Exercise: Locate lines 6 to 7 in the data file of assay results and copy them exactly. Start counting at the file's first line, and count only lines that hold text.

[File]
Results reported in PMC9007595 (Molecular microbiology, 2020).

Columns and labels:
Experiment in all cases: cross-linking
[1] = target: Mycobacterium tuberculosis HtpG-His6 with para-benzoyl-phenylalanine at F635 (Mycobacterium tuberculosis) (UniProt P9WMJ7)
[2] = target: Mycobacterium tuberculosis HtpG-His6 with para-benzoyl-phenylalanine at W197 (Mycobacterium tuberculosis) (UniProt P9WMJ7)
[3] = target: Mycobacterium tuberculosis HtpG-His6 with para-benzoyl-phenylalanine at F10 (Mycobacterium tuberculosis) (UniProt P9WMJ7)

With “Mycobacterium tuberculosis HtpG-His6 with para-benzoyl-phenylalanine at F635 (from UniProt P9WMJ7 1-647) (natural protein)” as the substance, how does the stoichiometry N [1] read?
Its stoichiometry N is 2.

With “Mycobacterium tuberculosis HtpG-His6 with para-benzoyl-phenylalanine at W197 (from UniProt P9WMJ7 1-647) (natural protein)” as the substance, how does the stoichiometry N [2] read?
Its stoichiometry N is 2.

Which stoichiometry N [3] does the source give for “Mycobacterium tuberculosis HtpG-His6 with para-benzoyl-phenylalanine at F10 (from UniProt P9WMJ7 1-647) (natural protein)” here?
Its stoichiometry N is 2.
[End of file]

[3] = target: Mycobacterium tuberculosis HtpG-His6 with para-benzoyl-phenylalanine at F10 (Mycobacterium tuberculosis) (UniProt P9WMJ7)

With “Mycobacterium tuberculosis HtpG-His6 with para-benzoyl-phenylalanine at F635 (from UniProt P9WMJ7 1-647) (natural protein)” as the substance, how does the stoichiometry N [1] read?